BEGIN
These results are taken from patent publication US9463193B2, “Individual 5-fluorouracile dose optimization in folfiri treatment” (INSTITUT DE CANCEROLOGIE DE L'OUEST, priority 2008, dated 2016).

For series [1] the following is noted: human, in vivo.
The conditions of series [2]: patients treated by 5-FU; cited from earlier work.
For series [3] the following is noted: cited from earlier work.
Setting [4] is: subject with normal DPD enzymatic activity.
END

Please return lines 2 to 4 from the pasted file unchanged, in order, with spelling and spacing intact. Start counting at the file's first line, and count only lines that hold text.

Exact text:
For series [1] the following is noted: human, in vivo.
The conditions of series [2]: patients treated by 5-FU; cited from earlier work.
For series [3] the following is noted: cited from earlier work.